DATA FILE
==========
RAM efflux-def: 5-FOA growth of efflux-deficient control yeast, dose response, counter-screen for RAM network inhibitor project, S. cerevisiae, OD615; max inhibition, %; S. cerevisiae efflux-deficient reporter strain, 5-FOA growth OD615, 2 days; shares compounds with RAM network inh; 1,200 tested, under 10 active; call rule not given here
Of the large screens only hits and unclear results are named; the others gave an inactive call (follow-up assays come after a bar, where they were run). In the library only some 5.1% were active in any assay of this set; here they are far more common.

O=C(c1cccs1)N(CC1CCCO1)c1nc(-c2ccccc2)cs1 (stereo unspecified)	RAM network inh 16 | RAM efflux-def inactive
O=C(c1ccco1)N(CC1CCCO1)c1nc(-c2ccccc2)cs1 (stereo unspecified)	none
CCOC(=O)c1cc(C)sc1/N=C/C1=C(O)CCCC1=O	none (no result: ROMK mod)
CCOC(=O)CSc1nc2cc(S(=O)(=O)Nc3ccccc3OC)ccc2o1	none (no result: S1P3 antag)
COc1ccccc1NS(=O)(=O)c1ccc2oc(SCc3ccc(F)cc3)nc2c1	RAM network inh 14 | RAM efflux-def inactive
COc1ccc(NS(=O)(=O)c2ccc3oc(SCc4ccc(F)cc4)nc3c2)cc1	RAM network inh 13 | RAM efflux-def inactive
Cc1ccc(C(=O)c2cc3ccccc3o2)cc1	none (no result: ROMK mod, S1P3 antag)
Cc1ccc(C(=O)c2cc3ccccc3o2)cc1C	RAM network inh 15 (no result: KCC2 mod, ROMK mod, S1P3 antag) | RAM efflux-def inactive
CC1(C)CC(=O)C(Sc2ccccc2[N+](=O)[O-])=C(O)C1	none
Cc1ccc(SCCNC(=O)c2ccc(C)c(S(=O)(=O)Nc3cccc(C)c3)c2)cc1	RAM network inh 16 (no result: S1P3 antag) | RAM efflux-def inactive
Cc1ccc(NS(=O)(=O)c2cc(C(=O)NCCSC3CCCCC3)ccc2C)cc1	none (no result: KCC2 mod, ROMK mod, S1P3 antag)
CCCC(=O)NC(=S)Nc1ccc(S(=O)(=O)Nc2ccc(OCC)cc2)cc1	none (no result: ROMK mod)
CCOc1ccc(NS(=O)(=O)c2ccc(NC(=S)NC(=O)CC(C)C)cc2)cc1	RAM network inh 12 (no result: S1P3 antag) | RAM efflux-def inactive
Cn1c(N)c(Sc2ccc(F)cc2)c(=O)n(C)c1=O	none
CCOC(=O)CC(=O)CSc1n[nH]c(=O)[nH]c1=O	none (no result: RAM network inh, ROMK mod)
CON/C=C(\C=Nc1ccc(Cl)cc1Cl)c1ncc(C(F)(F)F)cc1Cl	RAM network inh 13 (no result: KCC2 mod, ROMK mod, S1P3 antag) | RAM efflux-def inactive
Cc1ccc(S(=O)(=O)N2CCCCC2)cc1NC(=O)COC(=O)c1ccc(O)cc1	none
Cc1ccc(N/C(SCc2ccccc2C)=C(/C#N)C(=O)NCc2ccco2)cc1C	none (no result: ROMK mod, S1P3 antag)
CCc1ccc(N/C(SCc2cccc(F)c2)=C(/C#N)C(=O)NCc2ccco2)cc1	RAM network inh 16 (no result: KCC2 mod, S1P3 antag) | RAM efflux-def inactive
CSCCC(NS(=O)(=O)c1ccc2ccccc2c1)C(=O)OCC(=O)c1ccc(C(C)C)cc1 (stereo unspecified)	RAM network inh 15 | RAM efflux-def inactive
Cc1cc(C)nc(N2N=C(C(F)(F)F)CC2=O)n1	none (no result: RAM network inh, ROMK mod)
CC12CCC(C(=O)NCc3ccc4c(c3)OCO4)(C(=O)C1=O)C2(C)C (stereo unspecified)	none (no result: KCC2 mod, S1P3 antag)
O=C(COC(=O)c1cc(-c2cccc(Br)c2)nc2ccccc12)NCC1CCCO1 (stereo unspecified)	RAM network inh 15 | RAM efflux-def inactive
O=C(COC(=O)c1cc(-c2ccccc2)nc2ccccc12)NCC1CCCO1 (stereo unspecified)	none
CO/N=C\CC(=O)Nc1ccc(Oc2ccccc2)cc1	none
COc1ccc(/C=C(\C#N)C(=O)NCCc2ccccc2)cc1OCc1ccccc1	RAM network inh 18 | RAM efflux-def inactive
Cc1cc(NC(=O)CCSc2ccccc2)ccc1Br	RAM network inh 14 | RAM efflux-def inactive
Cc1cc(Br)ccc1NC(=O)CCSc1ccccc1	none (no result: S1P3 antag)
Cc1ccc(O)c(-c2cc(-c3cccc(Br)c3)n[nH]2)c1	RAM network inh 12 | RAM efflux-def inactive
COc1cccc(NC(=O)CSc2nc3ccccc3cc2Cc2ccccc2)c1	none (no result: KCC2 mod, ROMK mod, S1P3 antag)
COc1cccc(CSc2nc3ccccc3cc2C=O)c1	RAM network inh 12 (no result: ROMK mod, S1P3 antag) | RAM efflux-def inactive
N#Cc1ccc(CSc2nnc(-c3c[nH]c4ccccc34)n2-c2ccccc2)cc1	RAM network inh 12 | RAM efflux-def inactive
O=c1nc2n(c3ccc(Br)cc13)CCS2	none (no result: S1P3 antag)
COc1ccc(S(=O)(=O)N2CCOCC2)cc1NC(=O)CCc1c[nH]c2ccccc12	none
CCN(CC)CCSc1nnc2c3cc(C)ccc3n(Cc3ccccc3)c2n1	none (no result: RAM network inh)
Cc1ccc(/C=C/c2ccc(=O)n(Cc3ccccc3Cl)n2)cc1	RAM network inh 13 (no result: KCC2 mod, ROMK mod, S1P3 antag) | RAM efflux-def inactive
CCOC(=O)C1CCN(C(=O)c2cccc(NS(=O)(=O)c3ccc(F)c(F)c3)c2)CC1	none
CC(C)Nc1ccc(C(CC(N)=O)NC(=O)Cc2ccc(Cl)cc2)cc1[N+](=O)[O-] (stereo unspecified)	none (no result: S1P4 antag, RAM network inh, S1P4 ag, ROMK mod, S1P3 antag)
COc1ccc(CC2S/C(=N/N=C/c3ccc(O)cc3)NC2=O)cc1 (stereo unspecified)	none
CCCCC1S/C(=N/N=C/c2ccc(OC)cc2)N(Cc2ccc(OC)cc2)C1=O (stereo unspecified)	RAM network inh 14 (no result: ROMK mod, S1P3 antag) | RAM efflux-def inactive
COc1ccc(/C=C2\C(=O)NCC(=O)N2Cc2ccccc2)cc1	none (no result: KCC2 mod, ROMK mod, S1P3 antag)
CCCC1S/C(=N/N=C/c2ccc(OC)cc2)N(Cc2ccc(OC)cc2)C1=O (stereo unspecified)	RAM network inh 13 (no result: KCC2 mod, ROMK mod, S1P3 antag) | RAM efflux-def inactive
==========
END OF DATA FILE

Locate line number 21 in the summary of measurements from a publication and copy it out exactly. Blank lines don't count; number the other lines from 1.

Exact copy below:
CCc1ccc(N/C(SCc2cccc(F)c2)=C(/C#N)C(=O)NCc2ccco2)cc1	RAM network inh 16 (no result: KCC2 mod, S1P3 antag) | RAM efflux-def inactive